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The Periodic Table - Basic explanation


Solid Liquid Gas Synthetic
Alkali Metals
Alkali Earth Metals
Transition Metals
Rare Earth Metals
Other Metals
Noble Gases
Other Non-Metals


Click Here for a brief description of the elements


Brief History


The periodic tables we see on the laboratory walls today, owe their existance to a flurry of activity in Europe in the 1860s. Several scientists were working on various models listing the elements and their atomic weight, and the known facts at that time. An English analytical chemist called John A. R. Newlands produced a chart wrapped around a cylinder. A French geologist A. E. Beguyer de Chancourtois produced a similar chart with the elements listed in increasing atomic weight. A Russian and a German chemist both went the rectangular chart route, with seven columns of elements arranged in various chemical & physical properties. German Lothar Meyer produced a very accurate chart listing the melting point, atomic volume and other known facts. He published his table in 1870 in Leibig's Annalen. However Russian chemist Dmitrii I. Mendeleev had published his paper "On the Relation of the Properties to the Atomic Weights of the Elements" a year ealier with his chart clearly illustrating the periodic relationship between chemical groups, and with great forsight had even left gaps for the elements yet to be discovered. 133 years later, the modern tables clearly show the influence of Mendeleev's model.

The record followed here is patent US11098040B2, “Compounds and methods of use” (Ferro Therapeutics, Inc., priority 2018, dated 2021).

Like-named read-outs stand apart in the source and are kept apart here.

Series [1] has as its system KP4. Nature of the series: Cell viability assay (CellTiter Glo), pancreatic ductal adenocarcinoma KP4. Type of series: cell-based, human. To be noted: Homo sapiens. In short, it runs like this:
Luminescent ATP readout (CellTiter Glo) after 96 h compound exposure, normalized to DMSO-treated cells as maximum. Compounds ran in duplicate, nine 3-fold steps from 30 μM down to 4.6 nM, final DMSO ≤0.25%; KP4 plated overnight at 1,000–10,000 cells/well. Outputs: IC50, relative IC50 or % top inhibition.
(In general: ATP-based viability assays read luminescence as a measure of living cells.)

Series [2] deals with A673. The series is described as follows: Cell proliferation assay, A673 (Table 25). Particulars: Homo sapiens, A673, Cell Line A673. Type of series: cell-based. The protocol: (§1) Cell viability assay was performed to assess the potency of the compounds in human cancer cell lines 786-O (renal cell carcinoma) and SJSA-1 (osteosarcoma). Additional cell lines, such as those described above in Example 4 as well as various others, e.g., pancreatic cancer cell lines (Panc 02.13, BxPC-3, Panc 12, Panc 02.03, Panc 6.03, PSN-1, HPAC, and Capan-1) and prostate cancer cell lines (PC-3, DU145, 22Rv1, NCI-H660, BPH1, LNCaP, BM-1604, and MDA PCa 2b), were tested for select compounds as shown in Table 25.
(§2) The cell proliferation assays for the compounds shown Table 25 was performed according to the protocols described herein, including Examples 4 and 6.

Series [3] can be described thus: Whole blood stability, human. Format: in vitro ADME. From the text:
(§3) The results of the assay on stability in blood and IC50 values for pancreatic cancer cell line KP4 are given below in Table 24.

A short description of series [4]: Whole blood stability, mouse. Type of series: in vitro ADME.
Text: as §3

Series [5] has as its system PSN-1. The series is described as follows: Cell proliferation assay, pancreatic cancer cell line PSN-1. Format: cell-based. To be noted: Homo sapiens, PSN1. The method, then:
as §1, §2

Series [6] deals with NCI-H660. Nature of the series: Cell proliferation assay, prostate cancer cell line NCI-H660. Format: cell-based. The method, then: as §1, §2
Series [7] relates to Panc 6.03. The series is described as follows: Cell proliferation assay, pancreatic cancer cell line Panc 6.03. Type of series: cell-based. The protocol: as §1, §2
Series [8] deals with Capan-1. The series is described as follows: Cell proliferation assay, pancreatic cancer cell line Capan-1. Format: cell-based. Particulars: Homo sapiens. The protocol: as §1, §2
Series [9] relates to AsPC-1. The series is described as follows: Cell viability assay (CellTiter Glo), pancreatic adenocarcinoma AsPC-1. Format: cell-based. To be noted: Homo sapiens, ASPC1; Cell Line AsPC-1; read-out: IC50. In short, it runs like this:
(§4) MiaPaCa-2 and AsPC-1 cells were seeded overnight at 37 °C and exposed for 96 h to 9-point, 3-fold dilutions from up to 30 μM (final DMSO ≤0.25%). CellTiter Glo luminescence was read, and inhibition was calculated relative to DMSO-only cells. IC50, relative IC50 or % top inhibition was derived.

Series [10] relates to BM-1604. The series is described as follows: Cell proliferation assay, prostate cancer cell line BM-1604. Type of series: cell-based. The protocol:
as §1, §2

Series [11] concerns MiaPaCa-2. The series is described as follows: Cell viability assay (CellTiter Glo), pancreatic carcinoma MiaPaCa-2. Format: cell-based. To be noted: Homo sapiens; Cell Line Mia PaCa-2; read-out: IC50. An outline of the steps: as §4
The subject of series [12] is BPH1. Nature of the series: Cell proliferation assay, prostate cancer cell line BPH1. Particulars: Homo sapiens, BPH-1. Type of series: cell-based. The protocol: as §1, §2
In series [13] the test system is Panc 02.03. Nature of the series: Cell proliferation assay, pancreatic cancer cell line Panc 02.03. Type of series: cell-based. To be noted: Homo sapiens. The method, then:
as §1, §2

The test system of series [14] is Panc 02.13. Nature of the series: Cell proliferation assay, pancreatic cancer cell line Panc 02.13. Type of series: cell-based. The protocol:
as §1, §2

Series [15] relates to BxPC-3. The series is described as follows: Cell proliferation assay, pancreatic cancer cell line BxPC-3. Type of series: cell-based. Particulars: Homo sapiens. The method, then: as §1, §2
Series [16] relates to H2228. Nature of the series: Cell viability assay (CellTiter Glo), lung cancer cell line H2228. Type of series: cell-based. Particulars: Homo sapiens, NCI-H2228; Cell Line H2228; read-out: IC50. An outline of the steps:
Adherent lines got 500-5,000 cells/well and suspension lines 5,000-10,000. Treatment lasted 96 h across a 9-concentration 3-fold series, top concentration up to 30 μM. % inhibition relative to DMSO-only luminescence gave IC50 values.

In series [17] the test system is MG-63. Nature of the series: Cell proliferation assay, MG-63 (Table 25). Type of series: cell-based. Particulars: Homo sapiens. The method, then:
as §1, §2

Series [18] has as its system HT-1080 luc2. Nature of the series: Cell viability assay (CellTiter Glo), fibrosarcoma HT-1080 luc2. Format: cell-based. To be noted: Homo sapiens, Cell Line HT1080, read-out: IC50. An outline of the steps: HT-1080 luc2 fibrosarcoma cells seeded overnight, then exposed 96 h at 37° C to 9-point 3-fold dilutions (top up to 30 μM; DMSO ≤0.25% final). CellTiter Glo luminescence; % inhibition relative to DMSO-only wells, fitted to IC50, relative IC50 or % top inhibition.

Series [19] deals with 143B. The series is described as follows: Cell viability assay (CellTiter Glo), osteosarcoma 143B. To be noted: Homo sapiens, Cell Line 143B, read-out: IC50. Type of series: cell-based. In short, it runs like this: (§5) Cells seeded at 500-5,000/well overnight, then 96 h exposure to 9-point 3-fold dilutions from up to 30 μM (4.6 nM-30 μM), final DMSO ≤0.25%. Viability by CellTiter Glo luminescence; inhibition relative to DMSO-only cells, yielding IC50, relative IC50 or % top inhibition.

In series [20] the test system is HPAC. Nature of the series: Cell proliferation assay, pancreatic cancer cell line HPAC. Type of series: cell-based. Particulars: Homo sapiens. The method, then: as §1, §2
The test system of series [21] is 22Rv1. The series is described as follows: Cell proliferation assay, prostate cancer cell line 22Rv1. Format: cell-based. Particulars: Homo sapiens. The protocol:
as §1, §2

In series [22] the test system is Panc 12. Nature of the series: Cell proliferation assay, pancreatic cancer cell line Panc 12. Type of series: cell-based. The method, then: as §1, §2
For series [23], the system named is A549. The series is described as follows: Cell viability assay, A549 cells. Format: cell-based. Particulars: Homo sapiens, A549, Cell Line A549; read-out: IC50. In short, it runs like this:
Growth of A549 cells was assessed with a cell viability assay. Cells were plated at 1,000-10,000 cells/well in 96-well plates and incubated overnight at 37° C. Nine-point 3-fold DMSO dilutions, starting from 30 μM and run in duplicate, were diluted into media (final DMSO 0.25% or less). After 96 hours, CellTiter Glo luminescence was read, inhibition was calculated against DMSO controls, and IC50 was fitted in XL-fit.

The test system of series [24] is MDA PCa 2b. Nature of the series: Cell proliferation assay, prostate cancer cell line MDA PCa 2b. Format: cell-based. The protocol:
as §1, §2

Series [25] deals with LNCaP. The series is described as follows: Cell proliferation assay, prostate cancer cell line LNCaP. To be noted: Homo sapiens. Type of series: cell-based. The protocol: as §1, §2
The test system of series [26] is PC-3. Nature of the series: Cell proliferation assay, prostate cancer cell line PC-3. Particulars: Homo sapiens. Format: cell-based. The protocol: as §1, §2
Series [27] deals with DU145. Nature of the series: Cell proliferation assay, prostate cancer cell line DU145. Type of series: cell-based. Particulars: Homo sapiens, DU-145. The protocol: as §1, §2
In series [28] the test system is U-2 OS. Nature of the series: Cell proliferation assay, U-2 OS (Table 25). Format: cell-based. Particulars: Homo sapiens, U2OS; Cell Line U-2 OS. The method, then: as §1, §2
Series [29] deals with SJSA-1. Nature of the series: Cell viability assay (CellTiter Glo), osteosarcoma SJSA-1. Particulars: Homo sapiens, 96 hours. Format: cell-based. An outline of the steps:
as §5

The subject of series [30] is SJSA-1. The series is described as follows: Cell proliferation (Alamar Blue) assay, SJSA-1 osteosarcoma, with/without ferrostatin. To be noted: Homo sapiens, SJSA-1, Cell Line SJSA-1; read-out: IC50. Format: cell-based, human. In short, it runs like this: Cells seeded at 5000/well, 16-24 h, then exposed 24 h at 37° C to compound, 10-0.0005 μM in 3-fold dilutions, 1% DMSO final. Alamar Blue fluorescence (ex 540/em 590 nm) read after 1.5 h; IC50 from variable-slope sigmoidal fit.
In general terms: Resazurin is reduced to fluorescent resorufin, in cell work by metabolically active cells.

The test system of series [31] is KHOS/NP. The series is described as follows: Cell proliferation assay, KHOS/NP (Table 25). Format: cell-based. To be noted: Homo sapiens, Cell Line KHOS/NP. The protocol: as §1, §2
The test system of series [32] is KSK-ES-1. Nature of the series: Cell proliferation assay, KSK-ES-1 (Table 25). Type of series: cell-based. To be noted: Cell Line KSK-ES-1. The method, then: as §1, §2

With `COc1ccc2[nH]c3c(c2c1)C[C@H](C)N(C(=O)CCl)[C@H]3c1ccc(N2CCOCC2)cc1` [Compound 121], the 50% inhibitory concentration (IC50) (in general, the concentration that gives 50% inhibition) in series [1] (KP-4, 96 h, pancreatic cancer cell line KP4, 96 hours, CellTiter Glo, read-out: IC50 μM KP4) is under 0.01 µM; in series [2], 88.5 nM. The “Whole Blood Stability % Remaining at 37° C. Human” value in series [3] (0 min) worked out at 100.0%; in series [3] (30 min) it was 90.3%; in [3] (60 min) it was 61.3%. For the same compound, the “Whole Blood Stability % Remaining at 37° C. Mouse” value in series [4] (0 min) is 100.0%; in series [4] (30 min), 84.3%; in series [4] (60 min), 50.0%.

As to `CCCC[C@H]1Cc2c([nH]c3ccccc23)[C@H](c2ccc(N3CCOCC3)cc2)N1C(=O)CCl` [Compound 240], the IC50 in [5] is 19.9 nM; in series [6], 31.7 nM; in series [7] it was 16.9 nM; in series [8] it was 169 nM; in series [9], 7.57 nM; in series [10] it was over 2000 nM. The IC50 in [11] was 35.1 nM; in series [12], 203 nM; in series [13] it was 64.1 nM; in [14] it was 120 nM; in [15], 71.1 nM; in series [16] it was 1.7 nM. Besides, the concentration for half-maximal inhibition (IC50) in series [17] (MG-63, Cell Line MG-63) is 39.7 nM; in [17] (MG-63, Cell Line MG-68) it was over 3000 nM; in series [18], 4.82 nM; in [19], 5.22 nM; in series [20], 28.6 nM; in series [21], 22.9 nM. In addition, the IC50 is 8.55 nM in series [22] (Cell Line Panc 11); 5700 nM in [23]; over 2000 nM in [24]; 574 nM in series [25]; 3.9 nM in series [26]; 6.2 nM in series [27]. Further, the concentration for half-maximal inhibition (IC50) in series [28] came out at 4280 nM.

"What's the most important thing to learn in chemistry? Never lick the spoon"



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